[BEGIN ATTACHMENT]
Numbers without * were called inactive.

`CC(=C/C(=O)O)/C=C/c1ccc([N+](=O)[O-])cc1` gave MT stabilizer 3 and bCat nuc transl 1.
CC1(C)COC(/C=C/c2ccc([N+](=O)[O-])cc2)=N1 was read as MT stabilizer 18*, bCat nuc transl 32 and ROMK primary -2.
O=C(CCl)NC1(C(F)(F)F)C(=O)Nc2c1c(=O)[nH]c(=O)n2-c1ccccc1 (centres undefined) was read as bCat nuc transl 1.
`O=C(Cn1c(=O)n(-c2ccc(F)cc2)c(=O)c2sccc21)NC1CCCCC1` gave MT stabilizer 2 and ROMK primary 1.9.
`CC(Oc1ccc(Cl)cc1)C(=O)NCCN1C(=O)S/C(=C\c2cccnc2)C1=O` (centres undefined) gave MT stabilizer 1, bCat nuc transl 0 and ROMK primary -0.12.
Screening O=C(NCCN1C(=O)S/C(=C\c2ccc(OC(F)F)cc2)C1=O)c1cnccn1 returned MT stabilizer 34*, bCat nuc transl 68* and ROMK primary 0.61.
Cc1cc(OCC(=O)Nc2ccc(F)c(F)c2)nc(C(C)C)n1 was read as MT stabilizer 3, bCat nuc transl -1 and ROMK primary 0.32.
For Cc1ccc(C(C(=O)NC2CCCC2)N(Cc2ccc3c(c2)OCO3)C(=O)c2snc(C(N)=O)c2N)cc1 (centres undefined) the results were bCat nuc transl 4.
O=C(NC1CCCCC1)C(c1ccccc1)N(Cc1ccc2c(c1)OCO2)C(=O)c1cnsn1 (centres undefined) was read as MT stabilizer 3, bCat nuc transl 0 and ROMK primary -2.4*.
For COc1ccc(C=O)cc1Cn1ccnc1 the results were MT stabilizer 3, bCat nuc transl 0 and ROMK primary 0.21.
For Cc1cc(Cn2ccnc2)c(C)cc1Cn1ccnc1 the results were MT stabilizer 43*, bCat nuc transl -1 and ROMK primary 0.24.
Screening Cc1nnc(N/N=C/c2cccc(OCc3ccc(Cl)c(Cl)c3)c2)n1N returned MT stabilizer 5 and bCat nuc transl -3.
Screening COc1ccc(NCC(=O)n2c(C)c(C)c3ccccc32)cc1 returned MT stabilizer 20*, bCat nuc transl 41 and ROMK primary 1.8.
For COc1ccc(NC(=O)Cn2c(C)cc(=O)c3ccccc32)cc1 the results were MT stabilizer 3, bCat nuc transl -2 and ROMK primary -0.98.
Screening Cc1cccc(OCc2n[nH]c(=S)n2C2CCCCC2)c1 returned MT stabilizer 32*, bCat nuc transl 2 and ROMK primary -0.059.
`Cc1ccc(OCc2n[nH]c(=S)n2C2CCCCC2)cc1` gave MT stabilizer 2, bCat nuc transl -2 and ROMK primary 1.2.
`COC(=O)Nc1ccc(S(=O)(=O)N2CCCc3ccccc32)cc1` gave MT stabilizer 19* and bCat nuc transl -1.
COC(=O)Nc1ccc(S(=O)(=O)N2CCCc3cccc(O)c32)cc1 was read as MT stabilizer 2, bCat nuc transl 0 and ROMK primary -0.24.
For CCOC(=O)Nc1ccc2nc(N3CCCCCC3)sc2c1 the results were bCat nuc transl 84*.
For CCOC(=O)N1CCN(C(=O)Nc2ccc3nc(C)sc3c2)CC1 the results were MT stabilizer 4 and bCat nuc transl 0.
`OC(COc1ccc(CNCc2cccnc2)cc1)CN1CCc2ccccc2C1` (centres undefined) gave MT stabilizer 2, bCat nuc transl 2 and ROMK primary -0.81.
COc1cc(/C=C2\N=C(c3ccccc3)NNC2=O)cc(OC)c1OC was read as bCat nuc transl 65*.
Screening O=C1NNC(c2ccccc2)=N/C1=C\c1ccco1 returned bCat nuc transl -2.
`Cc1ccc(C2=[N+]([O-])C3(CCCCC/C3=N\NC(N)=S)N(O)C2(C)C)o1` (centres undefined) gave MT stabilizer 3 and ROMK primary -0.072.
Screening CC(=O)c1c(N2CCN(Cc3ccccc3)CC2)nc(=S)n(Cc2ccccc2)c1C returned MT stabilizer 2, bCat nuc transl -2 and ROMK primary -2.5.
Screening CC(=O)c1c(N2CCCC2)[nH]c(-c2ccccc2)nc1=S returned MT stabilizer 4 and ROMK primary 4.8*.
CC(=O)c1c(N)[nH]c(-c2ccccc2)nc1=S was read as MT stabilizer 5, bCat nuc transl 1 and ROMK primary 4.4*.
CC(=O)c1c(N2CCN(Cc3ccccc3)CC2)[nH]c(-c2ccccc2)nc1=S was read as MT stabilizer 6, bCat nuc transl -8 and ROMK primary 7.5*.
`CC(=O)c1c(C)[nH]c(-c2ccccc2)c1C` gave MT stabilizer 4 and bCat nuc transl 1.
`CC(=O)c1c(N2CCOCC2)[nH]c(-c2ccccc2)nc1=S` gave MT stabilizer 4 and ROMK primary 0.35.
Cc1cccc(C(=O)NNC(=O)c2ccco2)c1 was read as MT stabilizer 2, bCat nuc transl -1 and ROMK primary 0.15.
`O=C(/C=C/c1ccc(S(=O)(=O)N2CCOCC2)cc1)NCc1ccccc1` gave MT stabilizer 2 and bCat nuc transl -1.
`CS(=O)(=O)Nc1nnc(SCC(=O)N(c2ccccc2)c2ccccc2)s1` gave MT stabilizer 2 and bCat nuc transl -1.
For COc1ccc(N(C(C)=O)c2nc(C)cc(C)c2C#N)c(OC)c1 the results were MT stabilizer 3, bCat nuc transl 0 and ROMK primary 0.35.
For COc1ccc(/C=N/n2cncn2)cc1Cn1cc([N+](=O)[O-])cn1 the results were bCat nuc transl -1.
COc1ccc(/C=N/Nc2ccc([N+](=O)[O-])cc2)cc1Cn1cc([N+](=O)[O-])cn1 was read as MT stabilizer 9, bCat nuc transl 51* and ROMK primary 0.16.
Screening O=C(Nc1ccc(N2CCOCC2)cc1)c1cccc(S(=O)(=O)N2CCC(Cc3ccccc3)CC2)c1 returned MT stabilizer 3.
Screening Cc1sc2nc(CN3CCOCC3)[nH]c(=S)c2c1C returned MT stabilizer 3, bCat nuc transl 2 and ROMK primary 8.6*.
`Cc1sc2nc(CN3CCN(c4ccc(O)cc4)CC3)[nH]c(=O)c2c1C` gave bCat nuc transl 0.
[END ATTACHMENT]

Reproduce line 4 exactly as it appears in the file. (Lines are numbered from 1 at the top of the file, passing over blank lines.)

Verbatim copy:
O=C(CCl)NC1(C(F)(F)F)C(=O)Nc2c1c(=O)[nH]c(=O)n2-c1ccccc1 (centres undefined) was read as bCat nuc transl 1.